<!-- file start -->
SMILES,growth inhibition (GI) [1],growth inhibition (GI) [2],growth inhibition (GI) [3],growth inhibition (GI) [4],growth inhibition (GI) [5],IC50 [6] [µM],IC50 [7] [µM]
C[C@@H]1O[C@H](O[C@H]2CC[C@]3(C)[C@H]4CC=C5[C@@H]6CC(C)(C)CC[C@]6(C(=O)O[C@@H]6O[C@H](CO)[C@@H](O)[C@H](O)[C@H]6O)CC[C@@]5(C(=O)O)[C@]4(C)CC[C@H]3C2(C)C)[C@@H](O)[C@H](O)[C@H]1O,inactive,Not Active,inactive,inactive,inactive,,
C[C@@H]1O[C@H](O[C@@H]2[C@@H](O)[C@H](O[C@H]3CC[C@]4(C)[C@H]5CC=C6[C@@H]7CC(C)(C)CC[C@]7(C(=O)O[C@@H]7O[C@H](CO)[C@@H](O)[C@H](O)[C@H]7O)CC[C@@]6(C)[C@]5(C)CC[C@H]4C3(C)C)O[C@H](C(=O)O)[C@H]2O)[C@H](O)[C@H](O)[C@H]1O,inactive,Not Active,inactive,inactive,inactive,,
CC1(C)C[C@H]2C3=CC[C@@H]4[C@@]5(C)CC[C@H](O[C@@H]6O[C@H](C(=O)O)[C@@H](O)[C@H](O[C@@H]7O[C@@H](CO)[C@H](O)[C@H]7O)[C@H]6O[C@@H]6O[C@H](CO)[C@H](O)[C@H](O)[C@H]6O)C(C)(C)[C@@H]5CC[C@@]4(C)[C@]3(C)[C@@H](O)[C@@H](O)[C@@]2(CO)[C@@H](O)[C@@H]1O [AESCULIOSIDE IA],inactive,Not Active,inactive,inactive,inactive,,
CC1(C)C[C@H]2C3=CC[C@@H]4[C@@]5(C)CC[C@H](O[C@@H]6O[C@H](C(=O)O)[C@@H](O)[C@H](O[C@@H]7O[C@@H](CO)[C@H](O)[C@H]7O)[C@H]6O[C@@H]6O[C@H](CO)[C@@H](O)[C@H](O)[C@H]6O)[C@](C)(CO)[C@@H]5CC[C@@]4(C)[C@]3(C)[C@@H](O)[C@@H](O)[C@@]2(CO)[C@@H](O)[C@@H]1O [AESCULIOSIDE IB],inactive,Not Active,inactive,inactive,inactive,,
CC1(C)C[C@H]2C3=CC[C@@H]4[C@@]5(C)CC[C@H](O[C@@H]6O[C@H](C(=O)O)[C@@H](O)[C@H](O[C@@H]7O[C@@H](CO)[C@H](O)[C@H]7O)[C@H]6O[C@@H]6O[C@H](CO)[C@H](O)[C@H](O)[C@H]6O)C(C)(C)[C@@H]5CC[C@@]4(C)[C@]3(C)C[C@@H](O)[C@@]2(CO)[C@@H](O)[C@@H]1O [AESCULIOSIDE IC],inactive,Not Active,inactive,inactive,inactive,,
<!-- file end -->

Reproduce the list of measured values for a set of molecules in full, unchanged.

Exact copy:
SMILES,growth inhibition (GI) [1],growth inhibition (GI) [2],growth inhibition (GI) [3],growth inhibition (GI) [4],growth inhibition (GI) [5],IC50 [6] [µM],IC50 [7] [µM]
C[C@@H]1O[C@H](O[C@H]2CC[C@]3(C)[C@H]4CC=C5[C@@H]6CC(C)(C)CC[C@]6(C(=O)O[C@@H]6O[C@H](CO)[C@@H](O)[C@H](O)[C@H]6O)CC[C@@]5(C(=O)O)[C@]4(C)CC[C@H]3C2(C)C)[C@@H](O)[C@H](O)[C@H]1O,inactive,Not Active,inactive,inactive,inactive,,
C[C@@H]1O[C@H](O[C@@H]2[C@@H](O)[C@H](O[C@H]3CC[C@]4(C)[C@H]5CC=C6[C@@H]7CC(C)(C)CC[C@]7(C(=O)O[C@@H]7O[C@H](CO)[C@@H](O)[C@H](O)[C@H]7O)CC[C@@]6(C)[C@]5(C)CC[C@H]4C3(C)C)O[C@H](C(=O)O)[C@H]2O)[C@H](O)[C@H](O)[C@H]1O,inactive,Not Active,inactive,inactive,inactive,,
CC1(C)C[C@H]2C3=CC[C@@H]4[C@@]5(C)CC[C@H](O[C@@H]6O[C@H](C(=O)O)[C@@H](O)[C@H](O[C@@H]7O[C@@H](CO)[C@H](O)[C@H]7O)[C@H]6O[C@@H]6O[C@H](CO)[C@H](O)[C@H](O)[C@H]6O)C(C)(C)[C@@H]5CC[C@@]4(C)[C@]3(C)[C@@H](O)[C@@H](O)[C@@]2(CO)[C@@H](O)[C@@H]1O [AESCULIOSIDE IA],inactive,Not Active,inactive,inactive,inactive,,
CC1(C)C[C@H]2C3=CC[C@@H]4[C@@]5(C)CC[C@H](O[C@@H]6O[C@H](C(=O)O)[C@@H](O)[C@H](O[C@@H]7O[C@@H](CO)[C@H](O)[C@H]7O)[C@H]6O[C@@H]6O[C@H](CO)[C@@H](O)[C@H](O)[C@H]6O)[C@](C)(CO)[C@@H]5CC[C@@]4(C)[C@]3(C)[C@@H](O)[C@@H](O)[C@@]2(CO)[C@@H](O)[C@@H]1O [AESCULIOSIDE IB],inactive,Not Active,inactive,inactive,inactive,,
CC1(C)C[C@H]2C3=CC[C@@H]4[C@@]5(C)CC[C@H](O[C@@H]6O[C@H](C(=O)O)[C@@H](O)[C@H](O[C@@H]7O[C@@H](CO)[C@H](O)[C@H]7O)[C@H]6O[C@@H]6O[C@H](CO)[C@H](O)[C@H](O)[C@H]6O)C(C)(C)[C@@H]5CC[C@@]4(C)[C@]3(C)C[C@@H](O)[C@@]2(CO)[C@@H](O)[C@@H]1O [AESCULIOSIDE IC],inactive,Not Active,inactive,inactive,inactive,,